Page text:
Lucky “168”

Cambodians, especially in the rural areas, are a rather superstitious lot. Their world is full of spirits good and bad and there are certain omens and charms to be called upon. Some of these ideas come from the Chinese. Often the number 168 is displayed in shops and situations calling for good luck and good fortune. This practice comes from the Cantonese language. If the numbers one, six, eight are pronounced in Cantonese, they sound like the sentence “One path to prosperity” so the number is posted quite prominently on vehicles, buildings, etc.

New Year’s Day

I made a mistake yesterday. I was thinking tomorrow (Friday) is New Year’s Day, but it is actually today, Thursday. Going to church for Holy Week there are few people on the streets. They have all gone to their home provinces. The stores are closed with just their new year decorations and signs still up–and a couple ladies arranging lotus blossoms.

Married bliss: Not for the neighbors

This is the curse of Cambodia—tents set up in the street, blocking the street–for a funeral or wedding celebration. It’s a carry over from previous generations when everyone lived in the rural areas, and for large gatherings, tents were set up for the ceremony and accompanying meal. Loudspeakers were used to broadcast the goings-on to literally everyone within a half-mile radius.

When the tent was set up in a field next to the rural family home, no problem. But the tent and loudspeaker custom was brought to the city. This morning the neighbor’s dogs started barking at 7:00 AM, continuously. When I left to go to mass at 8:30 AM, I found the dogs were barking at the crew setting up this wedding tent in front of the dogs’ home.

When I got home and ate lunch, the party started. The Buddhist monks were chanting at full volume, continuously. Our Maryknoll office is the building behind the rounded gate, at the front of the tent, so we were able to hear every word even without the speaker system which enabled the whole neighborhood to hear it.

Do I think anyone wanted to hear the monks chanting their prayers? No. It’s just noise. Neighbors here are not neighborly. Our neighbors have never said one word to us. We have no idea who got married. It is extremely rare that any of us at Maryknoll go out our gate when neighbors are coming or going through their gates. The result is amplified noise (holy noise) blasting throughout the afternoon in addition to a tent blocking traffic in increasingly congested streets. Not a good scenario.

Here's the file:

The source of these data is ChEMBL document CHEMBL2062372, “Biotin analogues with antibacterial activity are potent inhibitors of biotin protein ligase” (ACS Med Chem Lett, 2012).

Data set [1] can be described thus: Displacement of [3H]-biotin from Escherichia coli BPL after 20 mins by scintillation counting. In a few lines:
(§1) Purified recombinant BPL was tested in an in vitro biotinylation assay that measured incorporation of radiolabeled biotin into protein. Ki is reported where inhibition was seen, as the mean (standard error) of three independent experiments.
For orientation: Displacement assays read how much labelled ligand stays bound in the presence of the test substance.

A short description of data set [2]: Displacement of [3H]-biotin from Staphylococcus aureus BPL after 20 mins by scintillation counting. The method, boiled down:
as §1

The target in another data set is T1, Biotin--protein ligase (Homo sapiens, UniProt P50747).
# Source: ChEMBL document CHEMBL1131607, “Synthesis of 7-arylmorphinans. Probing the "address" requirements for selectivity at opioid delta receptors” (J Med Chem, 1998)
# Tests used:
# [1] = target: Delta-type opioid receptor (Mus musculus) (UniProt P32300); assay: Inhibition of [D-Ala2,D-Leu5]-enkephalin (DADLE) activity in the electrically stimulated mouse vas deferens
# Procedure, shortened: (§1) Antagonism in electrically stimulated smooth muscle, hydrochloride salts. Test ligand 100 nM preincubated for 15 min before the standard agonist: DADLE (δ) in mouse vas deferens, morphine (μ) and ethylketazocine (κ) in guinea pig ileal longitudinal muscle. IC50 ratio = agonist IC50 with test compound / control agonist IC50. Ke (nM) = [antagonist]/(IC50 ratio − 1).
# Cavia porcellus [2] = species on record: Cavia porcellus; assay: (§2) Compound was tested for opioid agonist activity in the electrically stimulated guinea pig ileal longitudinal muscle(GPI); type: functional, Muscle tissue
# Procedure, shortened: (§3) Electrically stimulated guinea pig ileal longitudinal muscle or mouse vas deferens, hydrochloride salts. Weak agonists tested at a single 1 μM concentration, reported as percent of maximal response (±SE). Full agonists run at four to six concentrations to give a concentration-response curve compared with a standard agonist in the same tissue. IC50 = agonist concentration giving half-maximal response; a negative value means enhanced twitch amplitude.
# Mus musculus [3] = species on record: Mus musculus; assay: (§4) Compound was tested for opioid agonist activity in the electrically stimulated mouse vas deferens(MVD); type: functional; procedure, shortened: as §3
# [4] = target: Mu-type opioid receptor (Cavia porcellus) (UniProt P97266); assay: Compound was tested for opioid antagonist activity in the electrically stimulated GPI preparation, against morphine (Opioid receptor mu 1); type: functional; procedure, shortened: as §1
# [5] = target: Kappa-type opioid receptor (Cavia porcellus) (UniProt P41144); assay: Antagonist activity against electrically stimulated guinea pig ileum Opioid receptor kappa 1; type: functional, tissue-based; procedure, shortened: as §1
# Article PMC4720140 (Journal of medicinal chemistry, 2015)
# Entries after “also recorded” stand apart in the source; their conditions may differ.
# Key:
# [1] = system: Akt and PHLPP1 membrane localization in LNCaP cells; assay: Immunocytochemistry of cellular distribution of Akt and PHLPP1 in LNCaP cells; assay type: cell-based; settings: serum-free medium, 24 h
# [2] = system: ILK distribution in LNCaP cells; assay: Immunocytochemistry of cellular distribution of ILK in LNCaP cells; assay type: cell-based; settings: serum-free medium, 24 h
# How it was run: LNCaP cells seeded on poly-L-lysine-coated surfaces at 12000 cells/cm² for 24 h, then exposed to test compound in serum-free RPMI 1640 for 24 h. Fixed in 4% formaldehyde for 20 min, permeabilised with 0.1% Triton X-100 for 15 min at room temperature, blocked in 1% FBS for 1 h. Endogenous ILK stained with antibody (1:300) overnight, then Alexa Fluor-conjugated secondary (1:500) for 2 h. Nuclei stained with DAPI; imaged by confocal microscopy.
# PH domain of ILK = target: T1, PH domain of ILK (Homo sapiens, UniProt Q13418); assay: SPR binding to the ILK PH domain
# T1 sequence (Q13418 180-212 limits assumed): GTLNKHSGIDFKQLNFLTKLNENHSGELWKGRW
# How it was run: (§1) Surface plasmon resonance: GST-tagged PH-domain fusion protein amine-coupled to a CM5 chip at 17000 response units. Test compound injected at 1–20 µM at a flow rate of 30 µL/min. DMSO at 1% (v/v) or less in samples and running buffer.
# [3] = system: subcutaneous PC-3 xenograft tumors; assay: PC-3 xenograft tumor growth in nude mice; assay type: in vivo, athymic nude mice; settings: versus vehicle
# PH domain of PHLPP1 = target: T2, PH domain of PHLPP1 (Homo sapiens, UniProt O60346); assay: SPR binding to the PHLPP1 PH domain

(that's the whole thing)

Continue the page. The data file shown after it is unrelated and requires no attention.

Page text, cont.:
[I recorded the Buddhist chanting because it’s so distinctive but my phone hides the audio files–they’re not where the manual says they are–and I could not upload the chant here.]

Lunar New Year…still

It’s now more than three weeks since the Lunar New Year but some vestiges of the celebration are still visible. Here some of the traditional chrysanthemums have been repotted into a planter and are doing quite well.
These chrysanthemums are still in their original pot and still outside the door of a local shop, but they seem to be doing well also.

Trees: Former Glory

Cambodia has a strong relationship with its trees. Most of the population still cooks using charcoal in open pottery braziers. Heavy wooden stylized furniture is an affirmation of a family’s status or the viability of a company. In the colonial days beautiful tree-lined boulevards graced Phnom Penh. Today much of the urban glory provided by the trees is gone but there are still glimpses in some parts of the city.

Decorative trees in the park-like median between busy lanes of traffic.
Another urban open area with trees.
Some businesses create a welcoming environment with trees.
A remnant of a former beautiful tree-lined boulevard.

Another glimpse of what used to be but now is mostly gone.

Two weeks and counting…

Two weeks and a day ago, we celebrated the Lunar New Year. Lots and lots of chrysanthemums were sold to decorate homes and businesses. And apparently a lot of others didn’t get sold. Yesterday I passed these seemingly abandoned flower pots, wilting reminders of the celebration of the Year of the Tiger.

Breakfast to go

The lines are long for Phnom Penh-ers queuing up to buy breakfast at one of the thousands of food carts all over the city. Most homes still cook with charcoal so you can see why eating on the street is so popular. Can you imagine lighting your charcoal grill every time you wanted to eat hot food?
This other cart has customers, too, but the seated woman selling cold drinks isn’t doing much business. Maybe it’s too early.